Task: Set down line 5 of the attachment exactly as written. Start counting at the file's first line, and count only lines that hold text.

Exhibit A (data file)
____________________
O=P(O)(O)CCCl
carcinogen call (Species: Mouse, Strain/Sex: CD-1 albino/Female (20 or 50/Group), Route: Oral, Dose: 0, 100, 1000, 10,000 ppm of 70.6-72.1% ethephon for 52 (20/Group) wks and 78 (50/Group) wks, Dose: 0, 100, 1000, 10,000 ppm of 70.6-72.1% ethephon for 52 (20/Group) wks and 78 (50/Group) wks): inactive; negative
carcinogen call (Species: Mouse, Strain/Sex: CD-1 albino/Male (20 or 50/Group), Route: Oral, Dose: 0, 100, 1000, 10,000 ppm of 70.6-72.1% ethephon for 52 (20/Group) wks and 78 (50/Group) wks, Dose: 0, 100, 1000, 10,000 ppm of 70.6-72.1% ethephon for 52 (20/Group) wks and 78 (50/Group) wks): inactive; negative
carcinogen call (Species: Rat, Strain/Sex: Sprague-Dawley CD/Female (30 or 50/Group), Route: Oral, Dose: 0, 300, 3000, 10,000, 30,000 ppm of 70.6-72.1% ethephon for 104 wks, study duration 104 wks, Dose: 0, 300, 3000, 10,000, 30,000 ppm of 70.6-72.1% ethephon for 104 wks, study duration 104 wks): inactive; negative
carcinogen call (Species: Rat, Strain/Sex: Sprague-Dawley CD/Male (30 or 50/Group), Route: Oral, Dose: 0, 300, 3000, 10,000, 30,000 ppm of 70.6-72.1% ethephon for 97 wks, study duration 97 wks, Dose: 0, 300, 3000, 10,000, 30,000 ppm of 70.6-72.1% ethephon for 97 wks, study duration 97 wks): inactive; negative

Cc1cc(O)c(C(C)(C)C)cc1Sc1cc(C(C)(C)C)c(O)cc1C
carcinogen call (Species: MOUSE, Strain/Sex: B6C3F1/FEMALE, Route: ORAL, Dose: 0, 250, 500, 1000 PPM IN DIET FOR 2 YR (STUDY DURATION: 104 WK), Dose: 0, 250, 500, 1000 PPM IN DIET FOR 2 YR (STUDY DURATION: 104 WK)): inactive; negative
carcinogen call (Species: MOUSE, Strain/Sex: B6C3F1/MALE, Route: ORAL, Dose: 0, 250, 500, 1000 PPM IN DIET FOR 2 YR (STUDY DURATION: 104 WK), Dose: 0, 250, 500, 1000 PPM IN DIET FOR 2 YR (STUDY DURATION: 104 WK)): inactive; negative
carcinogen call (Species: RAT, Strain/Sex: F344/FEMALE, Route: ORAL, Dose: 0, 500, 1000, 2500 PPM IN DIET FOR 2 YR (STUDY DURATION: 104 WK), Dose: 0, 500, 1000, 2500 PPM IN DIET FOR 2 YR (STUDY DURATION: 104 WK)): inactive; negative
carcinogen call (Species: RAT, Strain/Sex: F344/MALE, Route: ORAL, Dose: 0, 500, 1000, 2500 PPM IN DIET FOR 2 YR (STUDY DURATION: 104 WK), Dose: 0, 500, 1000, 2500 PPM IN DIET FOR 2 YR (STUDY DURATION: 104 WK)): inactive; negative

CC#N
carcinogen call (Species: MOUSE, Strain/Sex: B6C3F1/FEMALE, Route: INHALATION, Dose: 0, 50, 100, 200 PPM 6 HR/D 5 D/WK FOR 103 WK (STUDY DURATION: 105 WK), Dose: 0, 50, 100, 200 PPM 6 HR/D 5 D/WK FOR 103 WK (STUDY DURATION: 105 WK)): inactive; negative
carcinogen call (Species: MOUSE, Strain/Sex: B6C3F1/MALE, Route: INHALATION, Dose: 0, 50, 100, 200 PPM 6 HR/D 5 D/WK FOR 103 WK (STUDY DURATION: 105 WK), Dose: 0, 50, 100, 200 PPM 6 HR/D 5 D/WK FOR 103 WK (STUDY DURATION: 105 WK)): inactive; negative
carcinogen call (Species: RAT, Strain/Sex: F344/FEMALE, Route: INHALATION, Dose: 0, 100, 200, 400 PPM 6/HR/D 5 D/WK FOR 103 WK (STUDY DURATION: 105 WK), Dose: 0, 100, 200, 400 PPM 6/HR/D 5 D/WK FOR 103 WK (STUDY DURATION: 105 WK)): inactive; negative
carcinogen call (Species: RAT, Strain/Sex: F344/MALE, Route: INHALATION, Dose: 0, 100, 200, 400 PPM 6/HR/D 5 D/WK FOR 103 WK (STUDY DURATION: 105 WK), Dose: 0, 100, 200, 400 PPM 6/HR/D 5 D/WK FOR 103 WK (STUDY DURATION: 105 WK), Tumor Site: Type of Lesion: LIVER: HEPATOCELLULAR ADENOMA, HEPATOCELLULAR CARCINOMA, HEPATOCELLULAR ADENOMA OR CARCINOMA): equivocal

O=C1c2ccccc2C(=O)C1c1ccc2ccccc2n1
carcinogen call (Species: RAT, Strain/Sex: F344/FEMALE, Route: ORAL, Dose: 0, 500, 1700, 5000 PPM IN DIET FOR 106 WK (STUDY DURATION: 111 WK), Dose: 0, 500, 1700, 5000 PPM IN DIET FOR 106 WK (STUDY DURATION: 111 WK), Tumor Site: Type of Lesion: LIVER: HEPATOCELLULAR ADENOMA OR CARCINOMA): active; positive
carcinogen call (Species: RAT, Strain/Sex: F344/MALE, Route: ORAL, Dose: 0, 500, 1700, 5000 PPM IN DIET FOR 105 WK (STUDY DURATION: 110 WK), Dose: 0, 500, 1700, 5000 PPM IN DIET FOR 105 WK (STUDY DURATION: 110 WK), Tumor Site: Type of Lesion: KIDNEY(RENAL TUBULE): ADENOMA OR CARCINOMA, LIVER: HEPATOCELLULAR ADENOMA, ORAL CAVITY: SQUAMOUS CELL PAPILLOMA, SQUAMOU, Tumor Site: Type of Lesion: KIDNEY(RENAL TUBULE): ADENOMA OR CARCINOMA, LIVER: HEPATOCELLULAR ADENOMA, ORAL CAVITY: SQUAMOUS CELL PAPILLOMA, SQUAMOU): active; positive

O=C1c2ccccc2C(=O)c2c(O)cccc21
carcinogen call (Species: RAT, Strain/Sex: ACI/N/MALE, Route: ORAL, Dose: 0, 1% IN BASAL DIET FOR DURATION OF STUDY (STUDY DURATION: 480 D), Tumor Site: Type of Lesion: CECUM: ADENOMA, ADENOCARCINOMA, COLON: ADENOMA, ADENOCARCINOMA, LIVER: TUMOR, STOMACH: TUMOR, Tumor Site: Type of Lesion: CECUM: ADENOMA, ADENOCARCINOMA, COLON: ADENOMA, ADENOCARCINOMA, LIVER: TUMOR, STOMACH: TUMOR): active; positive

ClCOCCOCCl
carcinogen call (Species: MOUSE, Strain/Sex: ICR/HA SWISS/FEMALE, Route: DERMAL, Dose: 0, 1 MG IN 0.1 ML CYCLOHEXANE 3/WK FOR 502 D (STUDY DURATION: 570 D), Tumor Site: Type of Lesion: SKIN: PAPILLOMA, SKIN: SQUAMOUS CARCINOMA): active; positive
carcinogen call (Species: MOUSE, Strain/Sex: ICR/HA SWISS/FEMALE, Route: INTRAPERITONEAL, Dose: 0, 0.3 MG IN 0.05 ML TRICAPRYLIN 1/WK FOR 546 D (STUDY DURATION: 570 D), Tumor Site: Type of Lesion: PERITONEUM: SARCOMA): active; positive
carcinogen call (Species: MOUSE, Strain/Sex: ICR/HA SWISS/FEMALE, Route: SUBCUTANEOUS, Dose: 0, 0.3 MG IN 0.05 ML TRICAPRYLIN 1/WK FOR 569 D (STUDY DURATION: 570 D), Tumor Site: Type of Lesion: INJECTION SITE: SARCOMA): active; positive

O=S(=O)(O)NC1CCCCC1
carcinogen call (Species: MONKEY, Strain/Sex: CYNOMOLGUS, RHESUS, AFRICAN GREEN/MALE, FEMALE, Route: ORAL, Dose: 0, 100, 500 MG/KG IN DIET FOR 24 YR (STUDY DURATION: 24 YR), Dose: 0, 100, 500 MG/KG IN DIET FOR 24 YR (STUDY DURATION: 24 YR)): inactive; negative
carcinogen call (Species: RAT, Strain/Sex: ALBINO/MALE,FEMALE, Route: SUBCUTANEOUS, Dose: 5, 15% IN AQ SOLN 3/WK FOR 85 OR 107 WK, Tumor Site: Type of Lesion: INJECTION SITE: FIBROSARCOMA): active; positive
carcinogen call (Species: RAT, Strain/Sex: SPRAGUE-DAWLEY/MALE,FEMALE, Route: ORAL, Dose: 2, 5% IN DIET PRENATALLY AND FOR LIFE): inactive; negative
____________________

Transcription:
carcinogen call (Species: Rat, Strain/Sex: Sprague-Dawley CD/Male (30 or 50/Group), Route: Oral, Dose: 0, 300, 3000, 10,000, 30,000 ppm of 70.6-72.1% ethephon for 97 wks, study duration 97 wks, Dose: 0, 300, 3000, 10,000, 30,000 ppm of 70.6-72.1% ethephon for 97 wks, study duration 97 wks): inactive; negative